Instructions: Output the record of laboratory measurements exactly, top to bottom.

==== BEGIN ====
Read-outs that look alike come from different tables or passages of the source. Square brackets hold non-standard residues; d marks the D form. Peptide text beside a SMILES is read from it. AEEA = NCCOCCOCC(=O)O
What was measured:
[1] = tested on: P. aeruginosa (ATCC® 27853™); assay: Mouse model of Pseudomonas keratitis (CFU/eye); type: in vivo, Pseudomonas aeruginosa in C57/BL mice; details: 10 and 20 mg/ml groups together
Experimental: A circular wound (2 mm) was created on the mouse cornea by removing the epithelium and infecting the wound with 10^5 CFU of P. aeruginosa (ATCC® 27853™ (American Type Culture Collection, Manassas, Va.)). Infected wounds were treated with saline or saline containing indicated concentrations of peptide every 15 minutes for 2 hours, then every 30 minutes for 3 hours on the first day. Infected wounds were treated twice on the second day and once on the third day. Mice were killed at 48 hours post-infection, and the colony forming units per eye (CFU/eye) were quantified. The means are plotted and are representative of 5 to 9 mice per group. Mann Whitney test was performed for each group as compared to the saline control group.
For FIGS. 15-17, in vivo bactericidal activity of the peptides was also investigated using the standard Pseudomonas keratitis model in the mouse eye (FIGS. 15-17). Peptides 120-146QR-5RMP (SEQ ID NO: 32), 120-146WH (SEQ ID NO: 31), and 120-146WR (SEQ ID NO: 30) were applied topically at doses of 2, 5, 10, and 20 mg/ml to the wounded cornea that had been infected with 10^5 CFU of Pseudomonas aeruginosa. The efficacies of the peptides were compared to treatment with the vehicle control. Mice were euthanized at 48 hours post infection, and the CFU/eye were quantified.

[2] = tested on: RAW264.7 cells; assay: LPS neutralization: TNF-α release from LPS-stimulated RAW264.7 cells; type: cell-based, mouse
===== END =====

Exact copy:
Read-outs that look alike come from different tables or passages of the source. Square brackets hold non-standard residues; d marks the D form. Peptide text beside a SMILES is read from it. AEEA = NCCOCCOCC(=O)O
What was measured:
[1] = tested on: P. aeruginosa (ATCC® 27853™); assay: Mouse model of Pseudomonas keratitis (CFU/eye); type: in vivo, Pseudomonas aeruginosa in C57/BL mice; details: 10 and 20 mg/ml groups together
Experimental: A circular wound (2 mm) was created on the mouse cornea by removing the epithelium and infecting the wound with 10^5 CFU of P. aeruginosa (ATCC® 27853™ (American Type Culture Collection, Manassas, Va.)). Infected wounds were treated with saline or saline containing indicated concentrations of peptide every 15 minutes for 2 hours, then every 30 minutes for 3 hours on the first day. Infected wounds were treated twice on the second day and once on the third day. Mice were killed at 48 hours post-infection, and the colony forming units per eye (CFU/eye) were quantified. The means are plotted and are representative of 5 to 9 mice per group. Mann Whitney test was performed for each group as compared to the saline control group.
For FIGS. 15-17, in vivo bactericidal activity of the peptides was also investigated using the standard Pseudomonas keratitis model in the mouse eye (FIGS. 15-17). Peptides 120-146QR-5RMP (SEQ ID NO: 32), 120-146WH (SEQ ID NO: 31), and 120-146WR (SEQ ID NO: 30) were applied topically at doses of 2, 5, 10, and 20 mg/ml to the wounded cornea that had been infected with 10^5 CFU of Pseudomonas aeruginosa. The efficacies of the peptides were compared to treatment with the vehicle control. Mice were euthanized at 48 hours post infection, and the CFU/eye were quantified.

[2] = tested on: RAW264.7 cells; assay: LPS neutralization: TNF-α release from LPS-stimulated RAW264.7 cells; type: cell-based, mouse